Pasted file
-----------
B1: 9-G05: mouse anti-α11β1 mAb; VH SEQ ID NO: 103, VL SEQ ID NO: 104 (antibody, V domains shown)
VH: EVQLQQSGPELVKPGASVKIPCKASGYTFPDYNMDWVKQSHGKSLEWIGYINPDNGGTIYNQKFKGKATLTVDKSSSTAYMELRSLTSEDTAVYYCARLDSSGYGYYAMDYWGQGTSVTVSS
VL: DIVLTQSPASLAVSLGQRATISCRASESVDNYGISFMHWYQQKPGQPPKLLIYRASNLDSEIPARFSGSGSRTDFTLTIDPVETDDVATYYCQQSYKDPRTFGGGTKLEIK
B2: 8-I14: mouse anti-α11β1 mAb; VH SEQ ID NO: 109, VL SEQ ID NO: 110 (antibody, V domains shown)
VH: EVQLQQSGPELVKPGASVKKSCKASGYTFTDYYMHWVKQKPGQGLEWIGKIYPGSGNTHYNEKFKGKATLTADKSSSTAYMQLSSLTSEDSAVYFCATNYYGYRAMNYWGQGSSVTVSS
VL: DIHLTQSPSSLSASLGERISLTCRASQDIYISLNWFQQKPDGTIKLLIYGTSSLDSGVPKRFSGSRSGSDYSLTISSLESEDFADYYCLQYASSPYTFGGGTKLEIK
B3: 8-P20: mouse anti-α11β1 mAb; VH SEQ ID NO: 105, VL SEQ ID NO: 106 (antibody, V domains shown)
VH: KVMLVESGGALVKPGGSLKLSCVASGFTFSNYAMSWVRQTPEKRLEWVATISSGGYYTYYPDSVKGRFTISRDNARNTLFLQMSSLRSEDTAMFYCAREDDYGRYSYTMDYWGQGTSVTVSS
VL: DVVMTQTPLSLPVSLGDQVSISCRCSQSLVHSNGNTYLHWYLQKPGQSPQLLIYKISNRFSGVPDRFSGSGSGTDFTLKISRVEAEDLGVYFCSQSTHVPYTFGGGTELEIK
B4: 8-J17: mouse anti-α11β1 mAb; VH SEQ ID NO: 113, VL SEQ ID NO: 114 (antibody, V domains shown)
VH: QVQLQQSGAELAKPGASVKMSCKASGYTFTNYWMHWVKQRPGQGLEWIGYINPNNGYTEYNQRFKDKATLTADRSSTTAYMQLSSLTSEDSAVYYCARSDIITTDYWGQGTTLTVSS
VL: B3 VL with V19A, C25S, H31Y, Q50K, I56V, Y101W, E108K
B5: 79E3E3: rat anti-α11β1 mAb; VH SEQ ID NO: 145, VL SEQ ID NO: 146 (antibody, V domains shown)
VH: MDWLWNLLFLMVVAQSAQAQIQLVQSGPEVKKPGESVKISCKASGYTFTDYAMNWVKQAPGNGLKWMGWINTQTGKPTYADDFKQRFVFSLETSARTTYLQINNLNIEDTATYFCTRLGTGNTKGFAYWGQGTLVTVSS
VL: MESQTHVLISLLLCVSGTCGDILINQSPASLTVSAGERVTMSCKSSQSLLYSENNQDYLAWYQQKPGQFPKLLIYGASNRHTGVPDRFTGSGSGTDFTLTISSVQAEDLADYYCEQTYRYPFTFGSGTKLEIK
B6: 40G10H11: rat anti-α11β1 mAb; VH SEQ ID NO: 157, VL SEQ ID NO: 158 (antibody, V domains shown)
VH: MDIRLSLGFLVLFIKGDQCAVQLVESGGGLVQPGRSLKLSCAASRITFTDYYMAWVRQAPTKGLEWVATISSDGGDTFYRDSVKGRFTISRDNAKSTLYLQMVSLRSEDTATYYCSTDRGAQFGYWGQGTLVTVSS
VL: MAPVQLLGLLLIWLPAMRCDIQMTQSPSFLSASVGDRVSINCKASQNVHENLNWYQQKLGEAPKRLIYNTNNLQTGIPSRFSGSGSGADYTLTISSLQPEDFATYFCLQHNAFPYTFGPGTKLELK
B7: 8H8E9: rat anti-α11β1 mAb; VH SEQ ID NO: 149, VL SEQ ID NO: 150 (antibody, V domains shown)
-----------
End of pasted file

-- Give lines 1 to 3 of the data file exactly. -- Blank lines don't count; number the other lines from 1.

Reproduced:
B1: 9-G05: mouse anti-α11β1 mAb; VH SEQ ID NO: 103, VL SEQ ID NO: 104 (antibody, V domains shown)
VH: EVQLQQSGPELVKPGASVKIPCKASGYTFPDYNMDWVKQSHGKSLEWIGYINPDNGGTIYNQKFKGKATLTVDKSSSTAYMELRSLTSEDTAVYYCARLDSSGYGYYAMDYWGQGTSVTVSS
VL: DIVLTQSPASLAVSLGQRATISCRASESVDNYGISFMHWYQQKPGQPPKLLIYRASNLDSEIPARFSGSGSRTDFTLTIDPVETDDVATYYCQQSYKDPRTFGGGTKLEIK